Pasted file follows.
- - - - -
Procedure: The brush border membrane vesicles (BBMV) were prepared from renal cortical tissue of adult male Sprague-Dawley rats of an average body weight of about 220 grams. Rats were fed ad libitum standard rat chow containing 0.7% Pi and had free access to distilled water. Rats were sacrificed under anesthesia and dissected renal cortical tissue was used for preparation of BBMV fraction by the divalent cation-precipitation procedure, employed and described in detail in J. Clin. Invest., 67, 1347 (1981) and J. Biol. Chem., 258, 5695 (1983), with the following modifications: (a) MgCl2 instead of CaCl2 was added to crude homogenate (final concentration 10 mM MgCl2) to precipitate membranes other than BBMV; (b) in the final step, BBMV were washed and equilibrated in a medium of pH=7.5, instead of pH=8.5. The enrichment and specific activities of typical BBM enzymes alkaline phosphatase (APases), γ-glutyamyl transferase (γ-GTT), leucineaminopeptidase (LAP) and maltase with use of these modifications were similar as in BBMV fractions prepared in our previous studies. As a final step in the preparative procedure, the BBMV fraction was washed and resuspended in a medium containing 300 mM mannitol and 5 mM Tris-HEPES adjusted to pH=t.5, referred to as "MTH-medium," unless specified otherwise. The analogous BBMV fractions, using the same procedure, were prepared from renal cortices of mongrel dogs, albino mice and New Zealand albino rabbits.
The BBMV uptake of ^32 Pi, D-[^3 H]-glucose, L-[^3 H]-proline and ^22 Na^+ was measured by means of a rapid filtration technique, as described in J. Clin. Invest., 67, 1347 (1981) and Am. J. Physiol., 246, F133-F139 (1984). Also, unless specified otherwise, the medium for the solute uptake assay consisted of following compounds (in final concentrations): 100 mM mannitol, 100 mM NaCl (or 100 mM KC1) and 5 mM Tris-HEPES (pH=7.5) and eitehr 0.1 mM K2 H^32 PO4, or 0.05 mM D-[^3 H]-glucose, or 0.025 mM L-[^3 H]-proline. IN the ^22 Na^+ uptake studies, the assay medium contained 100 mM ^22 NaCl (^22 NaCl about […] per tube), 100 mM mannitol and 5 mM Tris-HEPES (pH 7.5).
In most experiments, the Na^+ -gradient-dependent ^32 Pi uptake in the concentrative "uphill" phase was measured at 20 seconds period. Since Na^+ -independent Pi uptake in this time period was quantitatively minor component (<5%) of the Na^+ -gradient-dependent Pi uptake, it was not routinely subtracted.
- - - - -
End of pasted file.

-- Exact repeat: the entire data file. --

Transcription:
Procedure: The brush border membrane vesicles (BBMV) were prepared from renal cortical tissue of adult male Sprague-Dawley rats of an average body weight of about 220 grams. Rats were fed ad libitum standard rat chow containing 0.7% Pi and had free access to distilled water. Rats were sacrificed under anesthesia and dissected renal cortical tissue was used for preparation of BBMV fraction by the divalent cation-precipitation procedure, employed and described in detail in J. Clin. Invest., 67, 1347 (1981) and J. Biol. Chem., 258, 5695 (1983), with the following modifications: (a) MgCl2 instead of CaCl2 was added to crude homogenate (final concentration 10 mM MgCl2) to precipitate membranes other than BBMV; (b) in the final step, BBMV were washed and equilibrated in a medium of pH=7.5, instead of pH=8.5. The enrichment and specific activities of typical BBM enzymes alkaline phosphatase (APases), γ-glutyamyl transferase (γ-GTT), leucineaminopeptidase (LAP) and maltase with use of these modifications were similar as in BBMV fractions prepared in our previous studies. As a final step in the preparative procedure, the BBMV fraction was washed and resuspended in a medium containing 300 mM mannitol and 5 mM Tris-HEPES adjusted to pH=t.5, referred to as "MTH-medium," unless specified otherwise. The analogous BBMV fractions, using the same procedure, were prepared from renal cortices of mongrel dogs, albino mice and New Zealand albino rabbits.
The BBMV uptake of ^32 Pi, D-[^3 H]-glucose, L-[^3 H]-proline and ^22 Na^+ was measured by means of a rapid filtration technique, as described in J. Clin. Invest., 67, 1347 (1981) and Am. J. Physiol., 246, F133-F139 (1984). Also, unless specified otherwise, the medium for the solute uptake assay consisted of following compounds (in final concentrations): 100 mM mannitol, 100 mM NaCl (or 100 mM KC1) and 5 mM Tris-HEPES (pH=7.5) and eitehr 0.1 mM K2 H^32 PO4, or 0.05 mM D-[^3 H]-glucose, or 0.025 mM L-[^3 H]-proline. IN the ^22 Na^+ uptake studies, the assay medium contained 100 mM ^22 NaCl (^22 NaCl about […] per tube), 100 mM mannitol and 5 mM Tris-HEPES (pH 7.5).
In most experiments, the Na^+ -gradient-dependent ^32 Pi uptake in the concentrative "uphill" phase was measured at 20 seconds period. Since Na^+ -independent Pi uptake in this time period was quantitatively minor component (<5%) of the Na^+ -gradient-dependent Pi uptake, it was not routinely subtracted.